Matt Flynn aggressively refuted accusations that he played a role in covering up sexual abuse committed by Catholic priests as the Archdiocese of Milwaukee's attorney during a 45-minute call with reporters on Monday. He also railed against a culture of "elites" that he said has "pickled" the Democratic Party in identity politics.
Flynn has been dogged by criticism and calls from several women's groups and two Democratic legislators to drop out of the Democratic primary for governor based on his work representing the church from 1989-2004 as an attorney with the Milwaukee-based firm Quarles & Brady. A group of 23 Wisconsin lawyers recently wrote a letter defending Flynn for representing his client as an attorney.
His campaign released a letter on Sunday from former Archbishop Rembert Weakland, who led the archdiocese from 1977 to 2002, asserting that Flynn bore no responsibility for the transfers of priests who were accused of sexual abuse.
Flynn said he does not know when the last priest was reassigned, but said he did not advise any transfers. He said he insisted the church go to police "on any allegation."
In the letter, Weakland laid out the church's initial procedure to handle priests accused of pedophilia. According to Weakland, the priests were sent to therapists for treatment, and if a priest was deemed by a therapist to be at a low risk to reoffend, the church would find a new placement for the priest. Members of the pastoral council of the new parish would be alerted, and the priest would be allowed "no ministry to youth."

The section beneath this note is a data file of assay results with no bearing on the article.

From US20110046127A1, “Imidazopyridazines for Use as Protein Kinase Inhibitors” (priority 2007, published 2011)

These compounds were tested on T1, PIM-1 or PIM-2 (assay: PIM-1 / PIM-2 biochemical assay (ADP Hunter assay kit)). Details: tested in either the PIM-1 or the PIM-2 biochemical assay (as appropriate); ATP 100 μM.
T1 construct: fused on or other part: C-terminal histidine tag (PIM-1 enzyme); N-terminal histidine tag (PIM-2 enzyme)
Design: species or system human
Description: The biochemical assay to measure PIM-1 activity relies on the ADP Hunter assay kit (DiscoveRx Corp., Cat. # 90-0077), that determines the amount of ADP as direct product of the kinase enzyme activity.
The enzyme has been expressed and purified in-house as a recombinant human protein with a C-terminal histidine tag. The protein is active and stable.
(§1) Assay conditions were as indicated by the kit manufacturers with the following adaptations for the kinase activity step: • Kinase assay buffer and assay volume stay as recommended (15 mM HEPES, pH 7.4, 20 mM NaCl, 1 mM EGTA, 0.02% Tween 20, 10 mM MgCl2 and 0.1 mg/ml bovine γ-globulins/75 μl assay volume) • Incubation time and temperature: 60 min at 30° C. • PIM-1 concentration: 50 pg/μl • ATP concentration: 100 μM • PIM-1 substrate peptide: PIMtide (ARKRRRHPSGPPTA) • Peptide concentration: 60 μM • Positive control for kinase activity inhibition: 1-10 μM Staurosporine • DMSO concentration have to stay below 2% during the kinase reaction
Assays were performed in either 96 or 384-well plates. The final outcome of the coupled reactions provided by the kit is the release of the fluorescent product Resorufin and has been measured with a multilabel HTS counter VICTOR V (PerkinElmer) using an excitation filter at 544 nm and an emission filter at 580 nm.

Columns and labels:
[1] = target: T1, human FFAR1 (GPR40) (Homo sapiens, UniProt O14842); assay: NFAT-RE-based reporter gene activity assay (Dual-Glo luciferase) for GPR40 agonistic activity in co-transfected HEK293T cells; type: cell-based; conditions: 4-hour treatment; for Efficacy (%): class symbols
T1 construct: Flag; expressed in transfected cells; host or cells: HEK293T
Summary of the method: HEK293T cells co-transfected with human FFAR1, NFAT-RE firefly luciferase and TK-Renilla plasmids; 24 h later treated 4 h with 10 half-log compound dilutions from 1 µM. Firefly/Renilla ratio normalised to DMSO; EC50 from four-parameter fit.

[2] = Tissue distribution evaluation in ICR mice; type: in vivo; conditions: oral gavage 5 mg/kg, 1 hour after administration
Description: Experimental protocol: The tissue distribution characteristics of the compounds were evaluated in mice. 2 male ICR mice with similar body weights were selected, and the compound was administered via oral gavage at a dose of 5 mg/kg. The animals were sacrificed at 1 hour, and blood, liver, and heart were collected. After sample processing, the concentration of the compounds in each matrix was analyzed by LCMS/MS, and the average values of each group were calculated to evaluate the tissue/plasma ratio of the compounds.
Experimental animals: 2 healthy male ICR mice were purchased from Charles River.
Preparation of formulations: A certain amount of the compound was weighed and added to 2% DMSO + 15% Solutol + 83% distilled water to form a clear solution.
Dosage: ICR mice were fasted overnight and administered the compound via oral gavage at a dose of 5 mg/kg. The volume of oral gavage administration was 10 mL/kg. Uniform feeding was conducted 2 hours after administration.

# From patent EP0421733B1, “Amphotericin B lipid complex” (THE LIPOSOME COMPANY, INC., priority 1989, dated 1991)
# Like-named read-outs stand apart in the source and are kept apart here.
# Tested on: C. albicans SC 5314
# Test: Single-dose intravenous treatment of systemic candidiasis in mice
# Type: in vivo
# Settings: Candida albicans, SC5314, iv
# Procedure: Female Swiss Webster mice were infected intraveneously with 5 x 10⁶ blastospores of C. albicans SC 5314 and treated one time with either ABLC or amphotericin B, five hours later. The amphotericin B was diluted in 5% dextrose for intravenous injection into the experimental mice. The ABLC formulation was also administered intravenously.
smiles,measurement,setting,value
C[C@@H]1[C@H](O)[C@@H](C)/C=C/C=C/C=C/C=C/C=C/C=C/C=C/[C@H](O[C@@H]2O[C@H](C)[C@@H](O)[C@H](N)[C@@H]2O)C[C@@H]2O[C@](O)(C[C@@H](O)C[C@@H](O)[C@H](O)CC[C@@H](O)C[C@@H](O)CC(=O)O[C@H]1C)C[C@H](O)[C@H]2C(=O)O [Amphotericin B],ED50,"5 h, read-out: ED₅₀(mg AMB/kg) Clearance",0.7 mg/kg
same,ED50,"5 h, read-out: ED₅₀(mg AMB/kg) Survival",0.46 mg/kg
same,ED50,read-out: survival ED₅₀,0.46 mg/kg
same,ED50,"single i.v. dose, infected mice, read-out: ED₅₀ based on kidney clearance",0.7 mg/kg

"The ultimate determination was made by the Archbishop. The lawyers were not involved," Weakland wrote. "Looking back, I would have to admit that we were all extremely naive. We did not understand the power of recidivism in such cases."
Weakland admitted in a 1993 deposition that he shredded documents related to sexual abuse reports and who retired in 2002 after acknowledging he authorized a $450,000 settlement with a man who accused him of sexual abuse. Weakland denied that any abuse took place, but revealed that he was gay and the two had a relationship in his 2009 memoir.
In a statement released Monday by the Survivors Network of those Abused by Priests (SNAP), a priest in the Archdiocese of Milwaukee excoriated Weakland for his handling of the abuse scandal and called on Flynn to end his campaign.
"No one has made the absurd claim that Flynn actually signed any transfer order of a priest. He couldn't. What the files clearly show is that he knew about and was involved in the transfer practice, advised Weakland about priests before and after transfers, and routinely met with some of the worst pedophile priests of the archdiocese without reporting them to law enforcement or warning parishes," said Father Domenic Roscioli of Franklin.
Roscioli said his 94-year-old mother, Angelina, was raped by a priest in the Archdiocese of Milwaukee as a young girl.
"To this day, pictures of priests with a known history of sexual abuse of children adorn the walls and hallways of Catholic parishes in Milwaukee. Oswald Krusing, the priest who raped and sexually assaulted my mother, has his picture displayed at St. Gregory the Great Church in Milwaukee," Roscioli said in a statement.
Flynn emphatically defended Weakland as an honest, trustworthy source, and declined to comment on the $450,000 settlement or any related issues.
Flynn also categorically denied claims made by a since-defrocked priest that Flynn had advised the priest and told him "not to worry" about an accusation of abuse. The Republican Party of Wisconsin circulated the letter on Monday, written in 2003 by former Milwaukee priest Marvin Knighton to Archbishop Timothy Dolan.